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International Egg and Poultry Review

by 5m Editor
20 August 2003, at 12:00am

USA - By the USDA's Agricultural Marketing Service - This is a weekly report looking at international developments concerning the poultry industry, this week covering the heatwave in europe and Indonesia's import ban.

International Egg and Poultry Review - By the USDA's Agricultural Marketing Service - This is a weekly report looking at international developments concerning the poultry industry, this week covering the heatwave in europe and Indonesia's import ban.

Indonesia

Economic growth and more stable security in rural areas has led to improvements in poultry production. The Indonesian Rupiah (IDR) strengthened nearly 12 percent against the dollar during the first six months of 2003 compared to the same period in 2002.

Feed accounts for about 60-65 percent of the cost of chicken production and the feed industry is dependent on imported corn, soybeans, etc. Due to the dependency on imported raw materials, the domestic chicken industry cannot compete with other countries. To reduce the dependency on the imported corn, the Government of Indonesia (GOI) is starting to encourage domestic corn industry to increase production.

Most of the poultry production is still carried out through contract or partnership with the large integrators. Poultry farmers depend on the them for day old chick supply, poultry feed, and other necessary inputs. With relatively low per capita broiler consumption, an increasing population and economic growth, prospects for further output growth remains bright. However processing and cold storage deficiencies continue to create bottlenecks in distribution and marketing.

Chicken meat has been contributing more towards Indonesia’s national meat consumption. Post estimates the broiler meat consumption in 2003 to reach 733 million MT, or 3.4 kg/capita/year. With the expectation for continued improvement in the overall economy, consumption in 2004 is forecast to continue grow to 791 million tons or 3.7 kg/capita/year (215 million population in 2003). There is a trend and preference for Indonesian consumers to consume medium birds (1.4 kg or slightly over 3 pounds).

The ban on imported chicken parts implemented in September 2000 continues. As a result, poultry meat imports from the U.S. have dropped sharply. In 2000, U.S. export of chicken leg quarters totaled 11,440 MT, compared to 432 MT in 2001 and 24 MT in 2002. In contrast, Indonesian chicken meat exports to Japan are increasing in the form of boneless chicken and further processed products. In 2002, the total export value of frozen poultry parts to Japan was US $4,827,735, an increase of 73 percent over 2001.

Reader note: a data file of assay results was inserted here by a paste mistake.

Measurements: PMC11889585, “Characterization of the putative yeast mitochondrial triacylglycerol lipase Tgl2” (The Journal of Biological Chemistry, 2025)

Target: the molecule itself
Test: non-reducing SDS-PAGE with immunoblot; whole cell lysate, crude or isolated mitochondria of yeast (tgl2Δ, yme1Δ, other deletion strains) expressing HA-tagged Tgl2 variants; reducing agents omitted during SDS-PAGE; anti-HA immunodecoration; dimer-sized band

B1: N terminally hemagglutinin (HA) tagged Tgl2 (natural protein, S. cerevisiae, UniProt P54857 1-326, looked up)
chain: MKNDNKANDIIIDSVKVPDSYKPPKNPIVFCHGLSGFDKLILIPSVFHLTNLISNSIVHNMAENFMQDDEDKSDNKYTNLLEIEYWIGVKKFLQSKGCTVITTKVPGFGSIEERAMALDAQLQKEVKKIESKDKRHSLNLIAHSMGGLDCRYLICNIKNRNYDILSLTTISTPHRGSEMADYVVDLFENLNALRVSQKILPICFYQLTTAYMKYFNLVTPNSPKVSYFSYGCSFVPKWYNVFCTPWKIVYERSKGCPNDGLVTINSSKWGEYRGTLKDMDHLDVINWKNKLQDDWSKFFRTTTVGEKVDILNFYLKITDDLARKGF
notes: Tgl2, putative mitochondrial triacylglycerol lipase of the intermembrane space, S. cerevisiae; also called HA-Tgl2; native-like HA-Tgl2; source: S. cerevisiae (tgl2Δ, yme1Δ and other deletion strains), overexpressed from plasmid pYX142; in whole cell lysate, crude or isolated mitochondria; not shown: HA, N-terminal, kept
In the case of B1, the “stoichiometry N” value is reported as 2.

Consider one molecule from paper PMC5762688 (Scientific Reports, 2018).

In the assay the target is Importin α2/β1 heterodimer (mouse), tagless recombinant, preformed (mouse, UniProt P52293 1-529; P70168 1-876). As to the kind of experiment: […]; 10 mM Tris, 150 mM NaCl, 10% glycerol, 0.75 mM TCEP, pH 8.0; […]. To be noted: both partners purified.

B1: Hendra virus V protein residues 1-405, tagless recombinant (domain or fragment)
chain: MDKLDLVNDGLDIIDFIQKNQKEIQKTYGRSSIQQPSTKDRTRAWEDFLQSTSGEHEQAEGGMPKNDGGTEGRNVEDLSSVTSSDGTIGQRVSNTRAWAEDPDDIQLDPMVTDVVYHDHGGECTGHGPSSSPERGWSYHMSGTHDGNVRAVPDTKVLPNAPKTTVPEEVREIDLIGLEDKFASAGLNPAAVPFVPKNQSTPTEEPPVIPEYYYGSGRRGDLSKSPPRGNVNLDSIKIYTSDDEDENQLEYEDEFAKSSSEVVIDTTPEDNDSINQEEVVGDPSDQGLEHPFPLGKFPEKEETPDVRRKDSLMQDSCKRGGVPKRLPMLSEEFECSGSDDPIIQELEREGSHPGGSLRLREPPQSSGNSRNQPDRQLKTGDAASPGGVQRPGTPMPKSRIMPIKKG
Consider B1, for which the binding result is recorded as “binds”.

Despite repeated efforts by the U.S. Embassy in Jakarta to seek a resolution, the ban on poultry part imports (implemented in September 2000) remains in effect. While concern over "Halal" certification was used as justification for the barrier, the GOI action should be viewed as a direct response to request for protection from domestic producers.

Heat Wave in Europe

The drought and heat wave in Europe is resulting in huge losses to agriculture. High temperatures around Europe broke records as temperatures in large parts of Europe climbed above 104 F. Sustained highs reaching 113 F have been reported in southern Spain.

Farmers in some areas called in the fire brigade to hose down animal sheds and sometimes even the animals. In France, over a million chickens were reported killed by the heat in one week. Losses were reported in Britain, the Netherlands and Spain. The heat is also slowing the growth of chickens. In Spain, chicken prices climbed more than 35 percent in early August due to tight supplies of poultry. In the UK prices were reported 20 percent higher by mid-August.

Farmers are calling for funds from the EU’s common agricultural policy (CAP). The CAP’s $50 billion budget totals half of the EU’s finances. In France, the trade association CFA asked the government for financial aid within the framework of emergency farming provisions.

Shrinking EU crops and rising domestic prices had already prompted the Commission to suspend future export tenders indefinitely in order to conserve domestic supplies. The tightening EU grain supply situation could encourage more domestic feeding of rye, though rye’s use in hog and poultry rations is limited and internal transportation costs are high. The EU agreed to sell hundreds of thousands of tons of surplus rye, barley and sorghum government stocks for use in animal feed. In addition, the EU has also agreed to advance payments to farmers, who face cuts in yields of main crops by as much as 25 percent, as part of a plan to help European farmers.

Further information

To view the full report, including tables please click here

Source: USDA's Agricultural Marketing Service - 19th August 2003.

5m Editor